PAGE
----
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Finite rhymes with 'my time'. Infinite rhymes with 'minute' (as in seconds, minutes, hours and not minute, micro, small).

Why are i's in finite and infinite pronounced differently?

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  • 4
    I don't think there is a rule per say. There are some other words that change pronunciation when you add a prefix/suffix, such as famous and infamous, or photograph and photographer. This Q&A brings up some good points about how pronouncing infinite with a hard "i" sound is difficult.
    – DJMcMayhem
    May 9 '15 at 7:45
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    I'm voting to close this question as off-topic because in my opinion, asking how come a word is pronounce the way it's pronounced is about etymology and etymology is off-topic on ELL. (And migrating this question to ELU would make it a duplicate.) May 9 '15 at 20:46
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    @James you misspelled per se. I wouldn't normally be quite this picky, but this is English Language Learners, after all.
    – phoog
    Sep 7 '20 at 18:25
  • "finite rhymes with 'my time'". Now I'm really confused. Oct 29 '20 at 3:22
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Finite is pronounced ['faɪnaɪt] while infinite is pronounced [ˈɪnfɪnɪt]. So why is the vowel in the first syllable of 'finite' different from the vowel in the second syllable of 'infinite'?

OK, it's not because of Trisyllabic Laxing, I made an erroneous assumption which I deeply regret.

The answer is actually simple. As Luigi Burzio explains in Principles of English stress, the reason boils down to English stress patterns.

The diphthong [aɪ] (as in bite) almost never occurs in unstressed syllable. The diphthong [aɪ] has a systematic relationship with the short vowel [ɪ]. This relationship is also reflected in Trisyllabic Laxing; divine-divinity, derive-derivative and in drive-driven etc.

From this relationship, we can infer a general rule of thumb that [aɪ] will only occur in stressed syllables and when that syllable gets unstressed, [aɪ] will shorten to [ɪ].

Now when you prepend the prefix in- to finite, the primary stress moves to the prefix in- because it's a stress-bearing affix.

  • In + f[aɪ]nite → inf[ɪ]nite
  • In + p[əʊ]tent → imp[ə]tent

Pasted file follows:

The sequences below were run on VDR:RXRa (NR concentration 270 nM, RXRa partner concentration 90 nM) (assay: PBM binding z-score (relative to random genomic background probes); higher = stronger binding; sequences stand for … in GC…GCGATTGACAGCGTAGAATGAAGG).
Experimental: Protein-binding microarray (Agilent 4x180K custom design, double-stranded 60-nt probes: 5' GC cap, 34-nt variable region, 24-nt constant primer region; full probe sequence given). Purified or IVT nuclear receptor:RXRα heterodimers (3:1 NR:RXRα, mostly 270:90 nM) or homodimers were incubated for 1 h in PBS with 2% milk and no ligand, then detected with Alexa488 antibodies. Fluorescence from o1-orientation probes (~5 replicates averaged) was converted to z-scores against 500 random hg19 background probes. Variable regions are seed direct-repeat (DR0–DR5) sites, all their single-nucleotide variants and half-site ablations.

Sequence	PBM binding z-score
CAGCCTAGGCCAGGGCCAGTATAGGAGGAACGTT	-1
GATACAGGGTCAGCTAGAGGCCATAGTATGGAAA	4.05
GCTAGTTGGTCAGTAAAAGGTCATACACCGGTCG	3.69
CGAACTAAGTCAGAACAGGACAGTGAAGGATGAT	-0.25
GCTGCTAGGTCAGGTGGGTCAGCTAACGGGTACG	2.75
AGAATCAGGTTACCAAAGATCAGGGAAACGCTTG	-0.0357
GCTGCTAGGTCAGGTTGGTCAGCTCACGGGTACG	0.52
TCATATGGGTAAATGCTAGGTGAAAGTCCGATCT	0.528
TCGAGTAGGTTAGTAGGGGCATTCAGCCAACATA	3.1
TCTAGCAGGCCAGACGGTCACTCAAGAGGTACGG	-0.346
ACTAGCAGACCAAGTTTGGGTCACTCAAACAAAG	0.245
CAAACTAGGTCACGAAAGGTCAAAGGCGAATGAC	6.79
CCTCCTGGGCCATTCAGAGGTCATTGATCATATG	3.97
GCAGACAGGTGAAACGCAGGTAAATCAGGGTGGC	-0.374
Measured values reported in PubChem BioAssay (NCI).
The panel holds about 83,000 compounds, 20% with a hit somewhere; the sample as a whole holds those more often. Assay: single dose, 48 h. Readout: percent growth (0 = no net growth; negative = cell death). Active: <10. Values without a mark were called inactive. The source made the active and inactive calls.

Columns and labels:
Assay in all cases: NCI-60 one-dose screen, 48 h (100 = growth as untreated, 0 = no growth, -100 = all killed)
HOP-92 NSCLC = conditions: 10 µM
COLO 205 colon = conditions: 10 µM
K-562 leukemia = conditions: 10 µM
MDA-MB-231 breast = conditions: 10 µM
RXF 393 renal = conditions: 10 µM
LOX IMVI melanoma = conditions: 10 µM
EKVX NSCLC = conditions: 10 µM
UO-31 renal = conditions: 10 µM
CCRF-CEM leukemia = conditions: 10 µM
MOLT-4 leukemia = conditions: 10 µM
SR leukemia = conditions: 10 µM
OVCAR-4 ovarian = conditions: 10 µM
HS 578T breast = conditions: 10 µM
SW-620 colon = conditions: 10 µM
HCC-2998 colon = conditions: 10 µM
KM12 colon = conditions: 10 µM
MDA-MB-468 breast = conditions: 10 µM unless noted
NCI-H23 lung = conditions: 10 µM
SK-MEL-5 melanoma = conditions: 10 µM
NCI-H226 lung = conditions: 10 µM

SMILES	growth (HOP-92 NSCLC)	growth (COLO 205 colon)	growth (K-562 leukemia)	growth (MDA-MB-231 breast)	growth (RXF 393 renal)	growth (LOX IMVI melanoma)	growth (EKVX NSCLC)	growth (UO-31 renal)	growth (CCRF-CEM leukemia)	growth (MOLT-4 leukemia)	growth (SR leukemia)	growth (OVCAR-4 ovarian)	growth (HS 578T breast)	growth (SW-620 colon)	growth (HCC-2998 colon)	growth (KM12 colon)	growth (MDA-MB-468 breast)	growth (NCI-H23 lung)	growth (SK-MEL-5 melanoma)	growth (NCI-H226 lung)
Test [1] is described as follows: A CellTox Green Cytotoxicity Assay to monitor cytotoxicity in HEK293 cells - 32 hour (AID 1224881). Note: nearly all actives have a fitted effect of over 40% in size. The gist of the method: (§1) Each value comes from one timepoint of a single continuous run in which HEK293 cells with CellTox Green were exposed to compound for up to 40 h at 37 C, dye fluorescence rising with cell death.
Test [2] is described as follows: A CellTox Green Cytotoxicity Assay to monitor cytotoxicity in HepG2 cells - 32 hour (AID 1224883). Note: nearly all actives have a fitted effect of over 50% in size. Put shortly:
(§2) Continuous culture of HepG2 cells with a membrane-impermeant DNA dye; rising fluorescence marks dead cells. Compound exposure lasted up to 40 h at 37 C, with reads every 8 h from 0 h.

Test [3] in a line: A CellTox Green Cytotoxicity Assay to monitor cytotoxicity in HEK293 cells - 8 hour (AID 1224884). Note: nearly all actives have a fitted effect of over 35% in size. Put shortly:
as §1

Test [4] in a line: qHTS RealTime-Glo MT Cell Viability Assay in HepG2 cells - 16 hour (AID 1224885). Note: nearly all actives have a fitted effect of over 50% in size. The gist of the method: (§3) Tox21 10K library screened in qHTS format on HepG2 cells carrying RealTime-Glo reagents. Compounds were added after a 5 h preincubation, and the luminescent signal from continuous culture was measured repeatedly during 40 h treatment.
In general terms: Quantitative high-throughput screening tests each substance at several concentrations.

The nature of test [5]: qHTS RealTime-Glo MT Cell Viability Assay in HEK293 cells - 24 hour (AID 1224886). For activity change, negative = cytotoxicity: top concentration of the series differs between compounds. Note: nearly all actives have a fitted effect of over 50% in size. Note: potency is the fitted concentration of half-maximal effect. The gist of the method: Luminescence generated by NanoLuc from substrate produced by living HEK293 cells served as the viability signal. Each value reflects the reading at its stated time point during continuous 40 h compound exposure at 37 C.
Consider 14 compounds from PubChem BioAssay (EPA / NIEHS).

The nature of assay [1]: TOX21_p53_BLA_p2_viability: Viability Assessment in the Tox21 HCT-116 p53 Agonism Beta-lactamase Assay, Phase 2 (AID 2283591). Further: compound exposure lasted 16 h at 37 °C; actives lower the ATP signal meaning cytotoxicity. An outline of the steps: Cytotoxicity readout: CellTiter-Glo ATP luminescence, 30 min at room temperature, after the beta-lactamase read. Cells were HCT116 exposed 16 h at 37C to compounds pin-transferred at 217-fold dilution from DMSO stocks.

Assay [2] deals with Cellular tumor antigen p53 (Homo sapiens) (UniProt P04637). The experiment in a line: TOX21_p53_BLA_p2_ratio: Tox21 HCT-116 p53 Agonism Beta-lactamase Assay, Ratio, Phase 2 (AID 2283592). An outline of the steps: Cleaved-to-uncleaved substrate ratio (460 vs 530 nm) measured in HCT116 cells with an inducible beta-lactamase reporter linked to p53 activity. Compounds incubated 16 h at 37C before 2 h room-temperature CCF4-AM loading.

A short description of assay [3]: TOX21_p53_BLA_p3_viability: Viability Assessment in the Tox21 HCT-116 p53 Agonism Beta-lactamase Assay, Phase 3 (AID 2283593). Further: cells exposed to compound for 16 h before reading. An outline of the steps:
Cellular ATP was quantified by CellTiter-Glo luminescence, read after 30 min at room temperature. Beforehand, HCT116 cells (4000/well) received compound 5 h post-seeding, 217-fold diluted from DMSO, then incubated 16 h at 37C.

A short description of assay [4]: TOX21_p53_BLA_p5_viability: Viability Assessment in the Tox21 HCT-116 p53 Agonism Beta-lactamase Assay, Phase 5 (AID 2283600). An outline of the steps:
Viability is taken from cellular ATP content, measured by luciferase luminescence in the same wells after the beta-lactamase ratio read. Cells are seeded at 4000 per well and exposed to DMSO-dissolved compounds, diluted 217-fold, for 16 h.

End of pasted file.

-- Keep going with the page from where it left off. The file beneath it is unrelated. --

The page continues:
• In + m[aɪ]grant → imm[ɪ]grant
  • In + f[eɪ]mous → inf[ə]mous

Another example would be cycle-bicycle:

  • Bi + c[aɪ]cle → bic[ɪ]cle

There are exceptions, however. Luigi Burzio has explained all the rules and exceptions thoroughly in his book. One of the many exceptions is the prefix un- which doesn't take primary stress, for instance, unab[eɪ]ted.

Latinate words in English tend to be stressed on the penultimate (second last) syllable unless that syllable is short, in which case the primary stress falls on the antepenult (third last syllable) but not on preantepenult (fourth last) as far as I know. That's why impossible, implausible, incredible etc., are stressed on the antepenult.

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  • I thought of trisyllabic laxing (and that accounts for infinity) but it does not account for finite/infinite, as they both have just one syllable after the "fin".
    – Colin Fine
    Oct 12 '20 at 18:31
  • @ColinFine: Perhaps the primary stress is relevant here?
    – Void
    Oct 12 '20 at 18:32
  • Maybe. It's like intimate (both verb and adjective) and instigate, but neither of those have a version without in-. I pronounce indirect with /ʌɪ/ (it's usually somewhat reduced, but not to /ɪ/ - but the OED tells me that some people do use that pronunciation), but there is only secondary stress on the in-, not primary in that word.
    – Colin Fine
    Oct 12 '20 at 19:14
  • @ColinFine: After giving it some more thought... 'Infinite' comes from Latin infīnītus which was pronounced [[ĩː.fiːˈniː.t̪ʊs]], stressed on the penult. But in English, we usually stress the antepenult, so something happened while borrowing it from Latin, though I'm not entirely sure (I don't know anything about Latin). Also compare 'potent' and 'impotent'.
    – Void
    Oct 14 '20 at 18:12
  • Re: "Now when you prepend the prefix in- to finite, the primary stress moves to the prefix in- because it's a stress-bearing affix": This doesn't seem to be consistent; consider "impossible", "implausible", "incorrigible", "inconceivable", "incredible", "invariably", . . .
    – ruakh
    Dec 10 '20 at 18:50

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